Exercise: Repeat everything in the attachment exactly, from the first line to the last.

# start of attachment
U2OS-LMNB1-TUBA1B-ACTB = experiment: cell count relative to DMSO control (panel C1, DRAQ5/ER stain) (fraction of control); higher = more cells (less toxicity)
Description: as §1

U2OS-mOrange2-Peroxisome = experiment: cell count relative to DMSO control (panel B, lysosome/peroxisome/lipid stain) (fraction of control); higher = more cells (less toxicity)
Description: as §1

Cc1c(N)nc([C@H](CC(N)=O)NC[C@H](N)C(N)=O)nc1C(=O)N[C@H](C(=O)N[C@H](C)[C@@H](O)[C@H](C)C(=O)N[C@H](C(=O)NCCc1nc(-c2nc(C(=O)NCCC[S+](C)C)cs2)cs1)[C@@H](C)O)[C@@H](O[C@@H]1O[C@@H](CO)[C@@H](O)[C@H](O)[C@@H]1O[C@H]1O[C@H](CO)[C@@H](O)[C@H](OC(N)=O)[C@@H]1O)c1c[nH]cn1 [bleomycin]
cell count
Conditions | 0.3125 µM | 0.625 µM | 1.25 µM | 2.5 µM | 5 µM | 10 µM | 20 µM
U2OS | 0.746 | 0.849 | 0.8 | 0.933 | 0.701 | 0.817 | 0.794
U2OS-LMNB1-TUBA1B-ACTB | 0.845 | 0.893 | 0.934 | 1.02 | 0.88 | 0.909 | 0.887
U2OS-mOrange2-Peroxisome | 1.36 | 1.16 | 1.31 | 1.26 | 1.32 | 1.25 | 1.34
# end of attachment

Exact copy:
U2OS-LMNB1-TUBA1B-ACTB = experiment: cell count relative to DMSO control (panel C1, DRAQ5/ER stain) (fraction of control); higher = more cells (less toxicity)
Description: as §1

U2OS-mOrange2-Peroxisome = experiment: cell count relative to DMSO control (panel B, lysosome/peroxisome/lipid stain) (fraction of control); higher = more cells (less toxicity)
Description: as §1

Cc1c(N)nc([C@H](CC(N)=O)NC[C@H](N)C(N)=O)nc1C(=O)N[C@H](C(=O)N[C@H](C)[C@@H](O)[C@H](C)C(=O)N[C@H](C(=O)NCCc1nc(-c2nc(C(=O)NCCC[S+](C)C)cs2)cs1)[C@@H](C)O)[C@@H](O[C@@H]1O[C@@H](CO)[C@@H](O)[C@H](O)[C@@H]1O[C@H]1O[C@H](CO)[C@@H](O)[C@H](OC(N)=O)[C@@H]1O)c1c[nH]cn1 [bleomycin]
cell count
Conditions | 0.3125 µM | 0.625 µM | 1.25 µM | 2.5 µM | 5 µM | 10 µM | 20 µM
U2OS | 0.746 | 0.849 | 0.8 | 0.933 | 0.701 | 0.817 | 0.794
U2OS-LMNB1-TUBA1B-ACTB | 0.845 | 0.893 | 0.934 | 1.02 | 0.88 | 0.909 | 0.887
U2OS-mOrange2-Peroxisome | 1.36 | 1.16 | 1.31 | 1.26 | 1.32 | 1.25 | 1.34